Hope Aur Hum Movie Review: The Film Has Its Heart In The Right Place But That's Not Enough
Planning to watch Hope Aur Hum this weekend? Read our review first.
Image: Youtube/ A still from Hope Aur Hum
Director: Sudip Bandhyopadhay
Cast: Naseeruddin Shah, Sonali Kulkarni, Naveen Kasturia, Aamir Bashir, Kabir Sajid
In ad filmmaker Sudip Bandhyopadhay’s Hope Aur Hum, three parallel narratives flow side by side. Seeped in nostalgia, the film has many moments- some striking, some memorable and some fleeting- in a story told through three generations of the Srivastava family.
At the centre of this story is an old man Nagesh Srivastava (Naseeruddin Shah), who is attached with his old school photocopy machine. He has named it Mr. Soennecken after Friedrich Soennecken, the famous German office products supplier. And at a time when everyone is technology obsessed, Nagesh finds solace and refers to the work of Mr. Soennecken as art. He is still stuck in the era when he first brought the machine home and all his neighbours had lined up outside to get just one glimpse of it. His son Neeraj (Aamir Bashir), who is under constant pressure to get that due promotion at work, understands his father’s attachment but to his wife Aditi (Sonali Kulkarni), the room where the machine is kept can be used to provide their kids a more comfortable living and separate rooms. She keeps practicality over both emotions and nostalgia.
The two grandkids – a teenage Tanu (Vidhi Vaghani) and a cricket lover and enthusiastic commentator Anu (Kabir Sajid)- are perhaps the only members of the family who understand what Mr. Soennecken means to their grandfather. They feel for him and feel with him. Nagesh’s younger son Nitin (Naveen Kasturia) arrives from Dubai for a surprise visit and brings home a play station for Anu, mobile for Tanu, watch for Aditi and the latest model of a photocopy machine. He loses his phone upon arrival but “destiny” has something else in store for him. Meanwhile, Anu visits his maternal grandmother’s home with his father.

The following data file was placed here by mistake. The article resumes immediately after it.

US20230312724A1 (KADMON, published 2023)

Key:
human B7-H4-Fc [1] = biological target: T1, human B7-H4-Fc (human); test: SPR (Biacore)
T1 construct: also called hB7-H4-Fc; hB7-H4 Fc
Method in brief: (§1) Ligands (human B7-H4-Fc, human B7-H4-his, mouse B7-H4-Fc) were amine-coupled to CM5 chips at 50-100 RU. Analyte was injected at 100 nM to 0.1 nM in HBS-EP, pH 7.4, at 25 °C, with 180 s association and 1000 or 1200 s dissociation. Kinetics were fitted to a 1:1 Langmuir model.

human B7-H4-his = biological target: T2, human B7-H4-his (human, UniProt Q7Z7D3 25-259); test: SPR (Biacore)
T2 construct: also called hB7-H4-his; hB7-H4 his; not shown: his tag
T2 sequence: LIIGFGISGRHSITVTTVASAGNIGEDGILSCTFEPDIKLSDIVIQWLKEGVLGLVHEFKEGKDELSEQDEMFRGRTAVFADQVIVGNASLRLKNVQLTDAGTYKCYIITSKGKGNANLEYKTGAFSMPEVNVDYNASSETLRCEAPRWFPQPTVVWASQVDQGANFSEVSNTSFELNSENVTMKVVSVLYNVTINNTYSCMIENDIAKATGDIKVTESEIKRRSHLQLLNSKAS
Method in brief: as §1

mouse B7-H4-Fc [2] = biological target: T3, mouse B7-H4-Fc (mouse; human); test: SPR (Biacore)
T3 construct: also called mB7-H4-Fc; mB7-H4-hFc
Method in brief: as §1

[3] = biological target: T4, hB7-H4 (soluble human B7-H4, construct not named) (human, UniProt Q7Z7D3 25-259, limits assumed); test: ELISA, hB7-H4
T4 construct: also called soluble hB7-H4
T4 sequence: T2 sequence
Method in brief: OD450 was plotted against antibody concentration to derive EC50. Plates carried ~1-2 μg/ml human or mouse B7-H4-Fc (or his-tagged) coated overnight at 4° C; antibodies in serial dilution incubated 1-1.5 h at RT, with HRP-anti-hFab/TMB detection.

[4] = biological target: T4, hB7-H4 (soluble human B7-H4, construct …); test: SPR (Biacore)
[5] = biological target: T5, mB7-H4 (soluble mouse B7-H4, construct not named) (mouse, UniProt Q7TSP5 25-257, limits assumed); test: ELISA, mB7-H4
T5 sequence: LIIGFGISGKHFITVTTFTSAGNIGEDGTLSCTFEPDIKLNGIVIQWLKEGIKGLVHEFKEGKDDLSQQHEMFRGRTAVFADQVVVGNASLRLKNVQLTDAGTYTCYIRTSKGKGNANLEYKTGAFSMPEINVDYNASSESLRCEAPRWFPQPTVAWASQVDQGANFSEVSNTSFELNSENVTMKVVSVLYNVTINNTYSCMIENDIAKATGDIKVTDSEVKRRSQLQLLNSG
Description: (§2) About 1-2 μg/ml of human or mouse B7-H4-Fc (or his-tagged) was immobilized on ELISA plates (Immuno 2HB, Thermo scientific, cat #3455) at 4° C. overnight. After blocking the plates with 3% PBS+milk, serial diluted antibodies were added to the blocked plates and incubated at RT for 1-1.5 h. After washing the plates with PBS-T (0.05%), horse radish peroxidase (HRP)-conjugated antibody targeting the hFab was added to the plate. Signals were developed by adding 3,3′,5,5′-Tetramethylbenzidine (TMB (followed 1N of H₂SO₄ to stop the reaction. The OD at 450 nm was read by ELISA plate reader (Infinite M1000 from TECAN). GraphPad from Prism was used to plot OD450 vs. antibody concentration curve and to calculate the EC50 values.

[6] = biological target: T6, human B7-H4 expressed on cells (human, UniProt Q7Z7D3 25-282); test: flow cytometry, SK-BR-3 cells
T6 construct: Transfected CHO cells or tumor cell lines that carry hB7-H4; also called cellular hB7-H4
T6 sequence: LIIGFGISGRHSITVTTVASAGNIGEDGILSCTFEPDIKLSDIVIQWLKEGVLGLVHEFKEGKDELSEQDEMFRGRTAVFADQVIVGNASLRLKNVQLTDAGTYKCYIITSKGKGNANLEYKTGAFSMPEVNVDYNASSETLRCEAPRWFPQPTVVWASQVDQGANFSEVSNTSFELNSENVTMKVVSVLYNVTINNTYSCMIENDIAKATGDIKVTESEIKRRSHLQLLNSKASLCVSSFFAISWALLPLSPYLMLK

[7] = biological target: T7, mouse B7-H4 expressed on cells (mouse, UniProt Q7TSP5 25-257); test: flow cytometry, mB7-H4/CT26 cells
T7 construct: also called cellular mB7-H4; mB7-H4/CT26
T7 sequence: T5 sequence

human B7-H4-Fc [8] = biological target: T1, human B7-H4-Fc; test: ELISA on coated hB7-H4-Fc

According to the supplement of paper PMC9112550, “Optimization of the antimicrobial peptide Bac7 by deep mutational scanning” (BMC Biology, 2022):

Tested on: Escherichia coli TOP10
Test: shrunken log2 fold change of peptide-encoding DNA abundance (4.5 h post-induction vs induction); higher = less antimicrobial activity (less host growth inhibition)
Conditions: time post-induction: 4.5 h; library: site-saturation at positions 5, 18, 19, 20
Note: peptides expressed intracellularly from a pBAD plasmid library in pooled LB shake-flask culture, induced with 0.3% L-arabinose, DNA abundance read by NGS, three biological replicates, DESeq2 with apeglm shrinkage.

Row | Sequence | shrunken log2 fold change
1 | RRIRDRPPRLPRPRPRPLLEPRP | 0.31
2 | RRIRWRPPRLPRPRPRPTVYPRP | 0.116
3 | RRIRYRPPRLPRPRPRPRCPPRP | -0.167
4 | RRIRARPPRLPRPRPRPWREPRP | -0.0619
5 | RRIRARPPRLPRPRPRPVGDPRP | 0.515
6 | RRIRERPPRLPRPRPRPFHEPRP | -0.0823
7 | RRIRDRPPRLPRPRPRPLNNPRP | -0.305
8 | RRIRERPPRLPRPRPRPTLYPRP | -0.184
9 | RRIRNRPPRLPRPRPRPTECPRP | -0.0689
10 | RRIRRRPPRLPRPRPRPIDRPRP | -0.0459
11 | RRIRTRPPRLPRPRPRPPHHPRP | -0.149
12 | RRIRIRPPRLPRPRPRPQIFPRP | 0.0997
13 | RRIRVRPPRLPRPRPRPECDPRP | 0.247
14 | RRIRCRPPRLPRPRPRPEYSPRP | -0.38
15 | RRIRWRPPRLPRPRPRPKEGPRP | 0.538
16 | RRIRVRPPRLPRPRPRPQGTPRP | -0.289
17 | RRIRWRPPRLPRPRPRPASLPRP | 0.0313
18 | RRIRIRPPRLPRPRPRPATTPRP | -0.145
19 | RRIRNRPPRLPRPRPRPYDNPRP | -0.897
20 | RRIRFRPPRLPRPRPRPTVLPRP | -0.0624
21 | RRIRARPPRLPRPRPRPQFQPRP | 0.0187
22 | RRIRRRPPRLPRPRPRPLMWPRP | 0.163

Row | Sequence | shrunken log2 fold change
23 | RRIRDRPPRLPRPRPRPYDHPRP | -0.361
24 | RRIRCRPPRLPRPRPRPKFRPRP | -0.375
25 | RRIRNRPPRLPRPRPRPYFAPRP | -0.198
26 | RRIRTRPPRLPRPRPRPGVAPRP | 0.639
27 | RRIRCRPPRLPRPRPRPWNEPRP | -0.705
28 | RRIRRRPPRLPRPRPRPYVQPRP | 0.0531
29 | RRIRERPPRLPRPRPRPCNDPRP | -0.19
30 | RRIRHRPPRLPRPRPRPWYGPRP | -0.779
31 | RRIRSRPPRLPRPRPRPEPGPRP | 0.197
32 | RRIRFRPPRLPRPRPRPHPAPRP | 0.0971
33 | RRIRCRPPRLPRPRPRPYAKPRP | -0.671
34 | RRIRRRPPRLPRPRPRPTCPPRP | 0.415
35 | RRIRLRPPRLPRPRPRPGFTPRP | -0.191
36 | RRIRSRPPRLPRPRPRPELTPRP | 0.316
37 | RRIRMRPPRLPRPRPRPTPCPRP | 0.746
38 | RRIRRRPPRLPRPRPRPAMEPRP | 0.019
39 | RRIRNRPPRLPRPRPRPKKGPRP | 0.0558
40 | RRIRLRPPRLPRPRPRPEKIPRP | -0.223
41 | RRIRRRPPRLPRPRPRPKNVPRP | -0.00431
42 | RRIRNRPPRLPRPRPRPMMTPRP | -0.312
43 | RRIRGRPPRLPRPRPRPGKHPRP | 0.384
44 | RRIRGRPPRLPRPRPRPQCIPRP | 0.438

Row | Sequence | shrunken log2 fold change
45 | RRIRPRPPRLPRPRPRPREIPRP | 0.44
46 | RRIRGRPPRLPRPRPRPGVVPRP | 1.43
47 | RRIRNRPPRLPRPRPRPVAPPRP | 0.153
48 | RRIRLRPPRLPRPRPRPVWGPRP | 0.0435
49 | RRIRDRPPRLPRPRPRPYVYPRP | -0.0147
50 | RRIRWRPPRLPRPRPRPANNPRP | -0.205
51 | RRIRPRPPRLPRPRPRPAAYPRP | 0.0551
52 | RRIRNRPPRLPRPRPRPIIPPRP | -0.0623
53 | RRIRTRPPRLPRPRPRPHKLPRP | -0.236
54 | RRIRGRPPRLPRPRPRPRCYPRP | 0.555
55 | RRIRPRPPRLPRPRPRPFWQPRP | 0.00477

Three important events- Nagesh’s dying Mr. Soennecken and arrival of a new model, Nitin’s phone getting lost and Anu’s visit to his maternal grandmother- change the course of the story and brings forth several facts of human emotions.
Nagesh comes from a time when even machines, gadgets and appliances, had a place of their own in people’s life. When his grandson retorts saying the machine is old and needs to retire now, Nagesh tells him, “ye machine bekaar nahi hai, yaadgaar hai.” Whether it was someone’s first car, first watch, first television or even the first photocopy machine - it meant more than just an electronic device. To them, letting it go means to let go a part of oneself. But, in his mind, Nagesh knows that whether it’s a human or a machine - it has to work because there’s always someone younger or advanced waiting to take its position. Shah is in his top form and delivers a wistful performance throughout. He speaks lines that have depth and delivers them with an impact that not many can boast of.
Nitin, from the second generation, has his life revolving around his phone which he loses upon his arrival in India. But who knew a lost phone can help find him love! His story relies more on chance encounters and destiny, but you wish to see more of it and more of Kasturia too. He is a talent to reckon with but doesn’t get enough screen time and enough shades to portray.
The third narrative, also the most prominent one, is that of the youngest generation - Anu. To let go of irrational fear and free oneself from the guilt of what would have happened or what could have happened is as tough for him as it is for his grandfather to let go off that old machine. Despite being a child actor, Sajid hooks you. His innocent yet enthusiastic commentary makes you smile and his fear and guilt make you worry.
While actors do their part well, the film in its entirety doesn’t seem well enough. The obvious connections between humans and machines is a strong base but that doesn’t come out the way it should have. The film tries to be a poem but the lines are not strong enough and the plot doesn’t convert to prose in totality. The metaphors relating to life and transition are in plenty but only some leave an impact. It also feels that the film is not worthy of the ending we are served with, but of something better.
Hope Aur Hum is a well-intentioned film. It has its heart in the right place and manages to seep you in its own nostalgia and think of things beyond the film. But there’s something that doesn’t quite make it through. The message of this family drama stays with you but the film, unfortunately, might not.
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